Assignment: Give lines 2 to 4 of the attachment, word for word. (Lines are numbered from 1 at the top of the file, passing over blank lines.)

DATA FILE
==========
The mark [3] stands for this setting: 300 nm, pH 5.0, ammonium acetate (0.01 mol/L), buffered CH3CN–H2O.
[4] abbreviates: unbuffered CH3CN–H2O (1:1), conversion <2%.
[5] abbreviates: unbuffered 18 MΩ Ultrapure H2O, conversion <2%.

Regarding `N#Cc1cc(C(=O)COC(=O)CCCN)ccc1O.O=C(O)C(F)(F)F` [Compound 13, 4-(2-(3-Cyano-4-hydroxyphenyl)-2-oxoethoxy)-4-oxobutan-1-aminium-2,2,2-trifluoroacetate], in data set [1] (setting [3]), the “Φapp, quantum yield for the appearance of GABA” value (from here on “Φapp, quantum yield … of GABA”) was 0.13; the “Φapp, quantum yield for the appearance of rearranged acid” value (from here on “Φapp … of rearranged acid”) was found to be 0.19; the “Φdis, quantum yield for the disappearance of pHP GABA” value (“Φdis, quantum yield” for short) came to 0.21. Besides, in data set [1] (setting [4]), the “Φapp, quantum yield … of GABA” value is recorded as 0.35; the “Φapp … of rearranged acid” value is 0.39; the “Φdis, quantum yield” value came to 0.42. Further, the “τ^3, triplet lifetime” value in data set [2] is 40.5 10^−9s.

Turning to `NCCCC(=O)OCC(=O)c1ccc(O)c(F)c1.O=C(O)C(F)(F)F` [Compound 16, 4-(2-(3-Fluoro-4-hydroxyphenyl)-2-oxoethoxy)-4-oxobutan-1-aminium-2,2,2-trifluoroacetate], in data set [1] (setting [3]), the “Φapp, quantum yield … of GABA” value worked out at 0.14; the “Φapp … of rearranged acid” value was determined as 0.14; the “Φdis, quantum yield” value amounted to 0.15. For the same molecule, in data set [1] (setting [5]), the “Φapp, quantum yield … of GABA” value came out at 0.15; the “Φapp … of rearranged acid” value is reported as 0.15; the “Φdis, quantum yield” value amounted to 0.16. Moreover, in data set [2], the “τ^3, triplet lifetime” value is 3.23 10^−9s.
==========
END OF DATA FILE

[4] abbreviates: unbuffered CH3CN–H2O (1:1), conversion <2%.
[5] abbreviates: unbuffered 18 MΩ Ultrapure H2O, conversion <2%.

Regarding `N#Cc1cc(C(=O)COC(=O)CCCN)ccc1O.O=C(O)C(F)(F)F` [Compound 13, 4-(2-(3-Cyano-4-hydroxyphenyl)-2-oxoethoxy)-4-oxobutan-1-aminium-2,2,2-trifluoroacetate], in data set [1] (setting [3]), the “Φapp, quantum yield for the appearance of GABA” value (from here on “Φapp, quantum yield … of GABA”) was 0.13; the “Φapp, quantum yield for the appearance of rearranged acid” value (from here on “Φapp … of rearranged acid”) was found to be 0.19; the “Φdis, quantum yield for the disappearance of pHP GABA” value (“Φdis, quantum yield” for short) came to 0.21. Besides, in data set [1] (setting [4]), the “Φapp, quantum yield … of GABA” value is recorded as 0.35; the “Φapp … of rearranged acid” value is 0.39; the “Φdis, quantum yield” value came to 0.42. Further, the “τ^3, triplet lifetime” value in data set [2] is 40.5 10^−9s.